I still remember where I was when news broke about the shooting at Columbine High School in Littleton Colorado. I was a graduate student in Pittsburgh, although I was already plotting my escape from academia and a move to Chicago.
I ran into two professors in the hallway, who were analyzing media coverage of the event. One of them, in tones both sardonic and frustrated, said (of the way the news outlets were portraying the shooters Eric Harris and Dylan Klebold) “So what’s our choice? To call them evil? Or to call them insane?”
columbinus, the newly reworked 2005 play by P. J. Papparelli, is an attempt to unpack and unravel the way events like Columbine, even before they’re over, get trapped in such rigid moral framings.
The play is an oral history of the events, based on interviews with survivors, witnesses, police and other community members in Littleton. Some of the videos Harris and Klebold made are reenacted, and their short stories and journal entries are part of the script. For the first act, which is kind of a kaleidoscope perspective on teen life (how identities and cliques are formed, the way adolescents interact both with various authority figures and one another), Papparelli talked with young people across the country.
There are lots of plays about and by teenagers but what’s interesting about columbinus is the way it takes them as a serious subject of study.
Like other minority or marginalized figures, teens too suffer from representations that either villify (super predators) or glorify (super consumers) their potential. In columbinus that either/or dynamic is done away with, as many characters morph from upper to under dog, and say or do things that elicit both our sympathy and our displeasure.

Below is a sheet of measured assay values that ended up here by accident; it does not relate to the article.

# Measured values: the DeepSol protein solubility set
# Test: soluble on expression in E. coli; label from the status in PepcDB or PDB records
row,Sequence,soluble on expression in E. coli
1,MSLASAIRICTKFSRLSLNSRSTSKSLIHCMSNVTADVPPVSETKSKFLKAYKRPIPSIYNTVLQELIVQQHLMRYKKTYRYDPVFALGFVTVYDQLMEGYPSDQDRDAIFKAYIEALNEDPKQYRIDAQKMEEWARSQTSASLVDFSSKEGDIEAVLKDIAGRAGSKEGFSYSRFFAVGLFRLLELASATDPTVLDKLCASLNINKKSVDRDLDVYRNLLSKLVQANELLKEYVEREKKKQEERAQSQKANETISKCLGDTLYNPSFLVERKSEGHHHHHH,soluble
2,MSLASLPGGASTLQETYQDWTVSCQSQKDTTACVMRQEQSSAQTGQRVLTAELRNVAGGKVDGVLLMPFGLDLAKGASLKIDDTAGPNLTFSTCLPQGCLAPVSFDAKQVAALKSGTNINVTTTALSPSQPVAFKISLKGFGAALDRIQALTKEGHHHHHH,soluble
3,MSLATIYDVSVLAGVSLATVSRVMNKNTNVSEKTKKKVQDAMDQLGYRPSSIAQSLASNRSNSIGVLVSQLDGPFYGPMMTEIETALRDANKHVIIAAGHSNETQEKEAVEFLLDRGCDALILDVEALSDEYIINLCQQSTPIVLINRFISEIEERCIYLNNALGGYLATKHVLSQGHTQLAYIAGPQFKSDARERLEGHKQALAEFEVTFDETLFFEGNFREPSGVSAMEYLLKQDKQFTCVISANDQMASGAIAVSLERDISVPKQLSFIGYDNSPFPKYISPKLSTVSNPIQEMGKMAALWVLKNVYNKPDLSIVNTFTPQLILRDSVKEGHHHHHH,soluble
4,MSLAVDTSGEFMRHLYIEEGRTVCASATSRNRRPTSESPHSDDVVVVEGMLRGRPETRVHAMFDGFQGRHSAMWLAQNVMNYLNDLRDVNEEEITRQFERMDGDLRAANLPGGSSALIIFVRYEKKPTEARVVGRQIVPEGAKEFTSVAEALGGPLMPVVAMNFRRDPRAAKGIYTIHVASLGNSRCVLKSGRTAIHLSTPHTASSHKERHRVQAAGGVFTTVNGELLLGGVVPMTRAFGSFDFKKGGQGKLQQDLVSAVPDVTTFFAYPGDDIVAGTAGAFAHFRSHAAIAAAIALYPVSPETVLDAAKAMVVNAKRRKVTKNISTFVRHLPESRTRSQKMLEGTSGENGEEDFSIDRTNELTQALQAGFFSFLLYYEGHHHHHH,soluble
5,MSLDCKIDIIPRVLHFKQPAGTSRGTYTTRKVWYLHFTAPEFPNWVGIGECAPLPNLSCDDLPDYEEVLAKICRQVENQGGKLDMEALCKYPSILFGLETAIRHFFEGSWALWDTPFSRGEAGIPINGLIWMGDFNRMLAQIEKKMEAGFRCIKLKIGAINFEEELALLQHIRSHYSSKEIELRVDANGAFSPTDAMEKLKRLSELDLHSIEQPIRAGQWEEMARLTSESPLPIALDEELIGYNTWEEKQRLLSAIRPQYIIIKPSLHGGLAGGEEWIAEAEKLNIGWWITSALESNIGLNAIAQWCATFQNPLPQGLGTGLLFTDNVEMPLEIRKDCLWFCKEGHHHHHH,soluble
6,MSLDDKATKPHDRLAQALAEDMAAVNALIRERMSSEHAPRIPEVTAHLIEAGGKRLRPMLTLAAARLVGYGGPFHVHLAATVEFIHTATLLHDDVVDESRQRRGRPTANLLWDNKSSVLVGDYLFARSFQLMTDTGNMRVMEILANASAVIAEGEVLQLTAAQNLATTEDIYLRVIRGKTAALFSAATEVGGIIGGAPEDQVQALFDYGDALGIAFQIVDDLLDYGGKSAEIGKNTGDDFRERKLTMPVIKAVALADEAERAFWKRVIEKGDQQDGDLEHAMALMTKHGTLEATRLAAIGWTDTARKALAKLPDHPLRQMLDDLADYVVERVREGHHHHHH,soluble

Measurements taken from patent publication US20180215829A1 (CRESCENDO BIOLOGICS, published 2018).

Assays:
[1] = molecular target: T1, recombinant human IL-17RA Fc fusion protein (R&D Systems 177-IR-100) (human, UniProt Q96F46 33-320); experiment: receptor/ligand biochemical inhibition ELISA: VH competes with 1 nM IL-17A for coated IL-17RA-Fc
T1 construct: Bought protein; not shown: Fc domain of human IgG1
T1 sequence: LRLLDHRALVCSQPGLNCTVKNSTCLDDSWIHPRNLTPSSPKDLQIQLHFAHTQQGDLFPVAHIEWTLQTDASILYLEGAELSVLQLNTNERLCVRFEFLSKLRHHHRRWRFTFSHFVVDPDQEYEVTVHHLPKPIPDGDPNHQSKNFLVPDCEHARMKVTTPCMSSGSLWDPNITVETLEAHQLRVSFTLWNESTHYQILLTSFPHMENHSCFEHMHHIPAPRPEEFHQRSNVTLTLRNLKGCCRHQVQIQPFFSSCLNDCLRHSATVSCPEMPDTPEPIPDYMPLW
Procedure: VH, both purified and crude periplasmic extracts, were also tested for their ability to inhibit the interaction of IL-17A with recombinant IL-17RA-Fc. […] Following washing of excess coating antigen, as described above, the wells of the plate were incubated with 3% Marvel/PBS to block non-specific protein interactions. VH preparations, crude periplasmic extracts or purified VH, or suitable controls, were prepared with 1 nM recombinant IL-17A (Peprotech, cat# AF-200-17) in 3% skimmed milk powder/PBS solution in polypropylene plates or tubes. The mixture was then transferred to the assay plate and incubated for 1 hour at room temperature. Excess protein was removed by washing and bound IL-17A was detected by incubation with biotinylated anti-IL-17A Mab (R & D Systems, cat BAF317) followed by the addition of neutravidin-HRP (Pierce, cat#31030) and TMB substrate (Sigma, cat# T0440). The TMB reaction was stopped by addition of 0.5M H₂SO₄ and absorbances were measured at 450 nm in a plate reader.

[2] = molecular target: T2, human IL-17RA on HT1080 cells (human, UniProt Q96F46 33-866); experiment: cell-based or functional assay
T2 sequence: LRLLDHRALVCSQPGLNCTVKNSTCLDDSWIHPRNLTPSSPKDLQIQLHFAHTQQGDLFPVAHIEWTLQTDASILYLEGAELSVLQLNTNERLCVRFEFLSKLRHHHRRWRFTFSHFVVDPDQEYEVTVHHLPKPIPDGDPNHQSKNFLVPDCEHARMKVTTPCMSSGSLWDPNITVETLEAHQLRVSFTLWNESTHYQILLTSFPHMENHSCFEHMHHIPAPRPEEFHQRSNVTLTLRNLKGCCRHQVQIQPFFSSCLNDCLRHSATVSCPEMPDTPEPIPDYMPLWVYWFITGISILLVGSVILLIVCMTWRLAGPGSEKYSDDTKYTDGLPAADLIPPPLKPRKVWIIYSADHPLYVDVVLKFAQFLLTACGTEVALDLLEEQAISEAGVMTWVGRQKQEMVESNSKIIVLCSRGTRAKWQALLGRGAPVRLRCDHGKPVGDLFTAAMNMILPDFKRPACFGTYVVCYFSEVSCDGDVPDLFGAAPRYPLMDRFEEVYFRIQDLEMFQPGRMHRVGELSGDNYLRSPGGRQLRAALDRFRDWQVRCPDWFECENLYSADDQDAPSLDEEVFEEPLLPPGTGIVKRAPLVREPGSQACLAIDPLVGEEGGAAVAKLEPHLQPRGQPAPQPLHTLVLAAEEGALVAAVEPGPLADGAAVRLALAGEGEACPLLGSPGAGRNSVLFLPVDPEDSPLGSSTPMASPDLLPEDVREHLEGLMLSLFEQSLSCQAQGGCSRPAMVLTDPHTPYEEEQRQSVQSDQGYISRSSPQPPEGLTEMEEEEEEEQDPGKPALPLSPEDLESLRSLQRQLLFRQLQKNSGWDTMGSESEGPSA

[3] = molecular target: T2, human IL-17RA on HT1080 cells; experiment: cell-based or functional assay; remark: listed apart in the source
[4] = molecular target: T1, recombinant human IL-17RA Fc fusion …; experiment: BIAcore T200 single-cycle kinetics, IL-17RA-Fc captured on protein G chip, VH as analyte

Papparelli makes use of all-too-familiar stereotypes (the characters go by such titles as “jock” “freak” “loner” and “perfect”), only to dig into the messy beating hearts and minds that lie behind the labels.
When we sat down to talk before a performance, Papparelli said the impetus of the play was to examine “these two specific teenagers,” Klebold and Harris, and what was going on with them “that they would do what they did.”
But he was also interested in teen culture more generally. And as he talked about the tough-going nature of the teenage years, he became visibly emotional.
“I think about Dylan and Eric and I don’t sympathize with a thing they’ve done. It haunts me and will always haunt me. But I empathize with being a teenager, the feeling of loneliness that’s inside their journals. How could they be that disconnected and that alone and no one around them saw this? I don’t believe that!”
Papparelli has also formed a strong bond with some of the Columbine survivors and their relatives he interviewed.
Ruth and Paul Feldman came with their now grown children Brian and Emily to see columbinus for the first time. Though the younger Feldmans weren’t talking, Ruth said they had to leave during the second act, which recreates the shooting in grueling and sometimes graphic detail.
Her husband Paul stayed, but it wasn’t easy. “You know it’s still alive in me. Another shooting happens and it all comes back again. I get this sad depressed feeling. You know, why do they keep doing this?”
Former Former Columbine student Brooks Brown was friends with Dylan Klebold.
He attended the play with his parents. Afterwards, at a post-show talk-back, they and cast members took questions from young theatre students.
One student asked simply: “Who do you blame?”
Though his father Randy seems angry over what he thinks was a failure by local police to effectively respond to and then investigative the shooting, Brooks seemed to have reached a different perspective.
“For a long time I blamed myself, that I could have done more. My brother was in the cafeteria, I had friends who died, friends who were maimed, friends who were in wheelchairs. It’s an awful experience and I think actually the place I’m ending up is not necessarily a blame, of that person’s at fault, this person’s at fault. It’s where could I have done something positive that would have stopped this. How could I have helped this person?”
P. J. Paparelli, the Feldmans and the Browns all seem to share a similar faith in the play: That audiences, after seeing it, will ask themselves that very question: “What can I do to help?”
Not just in the wake of school shootings like the one at Columbine (or Sandy Hook Elementary or Northern Illinois University). But as a response to what Vice President Biden recently called the “Sandy Hook-plus” of daily gun violence, in communities across the United States, including right here in Chicago.
columbinus is at the American Theatre Company through March 10.